Why (not) bother?
A task requiring effort is more unattractive today than at any other time in history. Diversions abound, and require less effort than ever.
So why bother?
There are always reasons, rational, logical reasons to pull your finger out and [fill in overused buzzphrase here]. But as we increasingly learn, lead by those legends of the silver lining, economists (who since the catastrophic failure of much of their accepted heterodoxy over the past few years have begun to concede that , hey, maybe we’re not all rational agents all the time) rational doesn’t always win.
So if you can’t count on yourself to be rational, choose your irrationality. When you won’t do something because it’s the right thing to do, do it because someone you look up to would do it (because it’s the right thing to do). You’re adding a cognitive step, which makes no sense, but it may work, it may activate that lizard part of your brain that flicks its tongue out in disgust at the idea that someone else might excel where you fall down. That you might not be being all you can be [there is a little soldier in your head, I promise]
Most guys who are familiar with this concept and have read a comic book would ask “What would Bruce do?”. We naturally compare ourselves to the billionaire playboy vigilante with the best car ever. But I see Bruce as being a better indicator that what you’re going to do is ingenious, resilient, and uncompromising. That’s great if you’re trapped on a sploding bridge or assaulted by a man wearing a muffler mask. But what about when you’re just trying to be better, day by day less douche and more swoosh?
Enter Steve Rogers. And to assist, Tony Soprano.
For Tony, one of the toughest parts of figuring out how to subvert his Uncle Junior’s leadership of the Soprano family was reconciling himself to undermining a member of “The Greatest Generation”, the generation that fought the World Wars and built the modern world as we know it with the sweat of their brow and the courage of their dreams, often (and in Uncle Junior’s case) after leaving their homelands for a better (newer, richer) life. How could these brave men and women have gotten old and unreliable? How could they no longer be fit to lead? How could they be so out of touch with the world they helped create? Such was Tony’s quandary.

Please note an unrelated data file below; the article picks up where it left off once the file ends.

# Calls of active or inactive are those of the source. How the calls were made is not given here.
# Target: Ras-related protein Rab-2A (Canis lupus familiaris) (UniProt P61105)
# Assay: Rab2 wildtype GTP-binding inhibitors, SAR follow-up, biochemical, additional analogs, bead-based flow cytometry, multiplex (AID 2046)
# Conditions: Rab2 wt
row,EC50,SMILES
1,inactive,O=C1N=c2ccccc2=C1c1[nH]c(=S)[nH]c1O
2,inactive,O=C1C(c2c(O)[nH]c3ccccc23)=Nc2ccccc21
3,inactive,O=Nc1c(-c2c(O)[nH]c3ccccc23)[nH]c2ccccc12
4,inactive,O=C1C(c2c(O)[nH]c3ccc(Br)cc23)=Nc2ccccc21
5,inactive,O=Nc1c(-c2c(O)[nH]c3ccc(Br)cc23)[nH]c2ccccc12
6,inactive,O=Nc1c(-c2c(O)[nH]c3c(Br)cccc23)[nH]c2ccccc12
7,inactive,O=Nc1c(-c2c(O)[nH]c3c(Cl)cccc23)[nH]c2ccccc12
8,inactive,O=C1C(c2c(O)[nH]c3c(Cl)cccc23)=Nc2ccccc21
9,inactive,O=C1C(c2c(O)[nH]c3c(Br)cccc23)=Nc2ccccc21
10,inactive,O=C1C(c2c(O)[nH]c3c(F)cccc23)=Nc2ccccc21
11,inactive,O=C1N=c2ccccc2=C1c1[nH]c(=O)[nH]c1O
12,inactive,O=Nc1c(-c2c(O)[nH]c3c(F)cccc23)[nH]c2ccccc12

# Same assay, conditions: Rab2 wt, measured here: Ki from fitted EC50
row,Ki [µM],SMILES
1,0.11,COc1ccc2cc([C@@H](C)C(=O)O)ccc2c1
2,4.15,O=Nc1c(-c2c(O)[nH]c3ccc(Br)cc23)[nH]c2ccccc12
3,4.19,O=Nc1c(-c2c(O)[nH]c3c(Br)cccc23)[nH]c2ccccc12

Steve Rogers is the embodiment of this fabled Greatest Generation. Steve was a wimp whose courage, tenacity, and desire to serve were so indefatigable that he was gifted with strength and endurance to fight the battles no-one else could. Subsequently, he lost everything and was frozen in Arctic ice for decades until thawed out into a modern world he still struggles to understand, as it is in so many ways a degeneration and perversion of his generation’s work-in-progress.
But The Greatest Generation didn’t just craft modernity from grit and nerve. They also held doors open for others, offered to help strangers, built communities, bought fresh flowers for their partners, whistled while they worked, and wore sharply pressed clothes. They worked hard, but didn’t seek profit in the honest toil of others. This is myth-making, but myths are meant to be inspirational, and all myths originate in truth.
So when nano-debating, in the specks of time in which we make these decisions, whether to stir-fry the now-softened vegetables for your partner, whether to take out the trash or leave it for your housemate, whether to call or text…
I invite you to ask “What Would Steve Do?”
Because you’re really asking “What would I do if I could be bothered to be my best?”.
And if you ask the question enough, you’ll reach a shorthand version that cuts the whole debate dead.
“Are you proud of yourself?”
I know the Greatest Generation is a glorification of a group of normal human beings who happened to live at a certain time in history, and that throughout the ages humankind has glorified their predecessors, that we are creatures of nostalgia and sentimentality. I also know that embedded in this generation were many values we’ve since shed (or tried to), like segregation along race and class lines, homophobia, religious orthodoxy, etc.
But this is a post about Captain America. It’s a story we write that we may become better. A post-it note for the fridge door in your head.
Take what you want.
Leave the Segway.